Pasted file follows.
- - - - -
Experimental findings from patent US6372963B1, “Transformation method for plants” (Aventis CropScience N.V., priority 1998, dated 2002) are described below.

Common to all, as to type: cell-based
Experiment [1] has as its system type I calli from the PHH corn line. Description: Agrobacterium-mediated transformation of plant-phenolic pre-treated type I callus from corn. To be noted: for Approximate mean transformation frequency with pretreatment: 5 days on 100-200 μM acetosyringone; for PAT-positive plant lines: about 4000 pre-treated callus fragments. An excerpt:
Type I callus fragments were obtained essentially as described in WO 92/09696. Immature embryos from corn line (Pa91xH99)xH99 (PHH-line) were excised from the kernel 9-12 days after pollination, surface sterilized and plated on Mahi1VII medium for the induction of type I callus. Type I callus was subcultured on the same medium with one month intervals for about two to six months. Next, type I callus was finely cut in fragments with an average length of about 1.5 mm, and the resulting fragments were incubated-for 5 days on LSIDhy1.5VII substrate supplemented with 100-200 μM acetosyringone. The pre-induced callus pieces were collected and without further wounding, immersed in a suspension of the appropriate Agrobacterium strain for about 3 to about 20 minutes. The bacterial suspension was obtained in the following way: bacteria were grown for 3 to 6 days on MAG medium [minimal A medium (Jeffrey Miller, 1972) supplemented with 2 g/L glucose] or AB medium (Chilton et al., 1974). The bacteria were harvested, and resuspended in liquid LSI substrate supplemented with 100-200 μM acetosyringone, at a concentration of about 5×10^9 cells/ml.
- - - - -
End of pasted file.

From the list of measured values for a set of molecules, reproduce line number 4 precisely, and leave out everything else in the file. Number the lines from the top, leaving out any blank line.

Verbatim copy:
Type I callus fragments were obtained essentially as described in WO 92/09696. Immature embryos from corn line (Pa91xH99)xH99 (PHH-line) were excised from the kernel 9-12 days after pollination, surface sterilized and plated on Mahi1VII medium for the induction of type I callus. Type I callus was subcultured on the same medium with one month intervals for about two to six months. Next, type I callus was finely cut in fragments with an average length of about 1.5 mm, and the resulting fragments were incubated-for 5 days on LSIDhy1.5VII substrate supplemented with 100-200 μM acetosyringone. The pre-induced callus pieces were collected and without further wounding, immersed in a suspension of the appropriate Agrobacterium strain for about 3 to about 20 minutes. The bacterial suspension was obtained in the following way: bacteria were grown for 3 to 6 days on MAG medium [minimal A medium (Jeffrey Miller, 1972) supplemented with 2 g/L glucose] or AB medium (Chilton et al., 1974). The bacteria were harvested, and resuspended in liquid LSI substrate supplemented with 100-200 μM acetosyringone, at a concentration of about 5×10^9 cells/ml.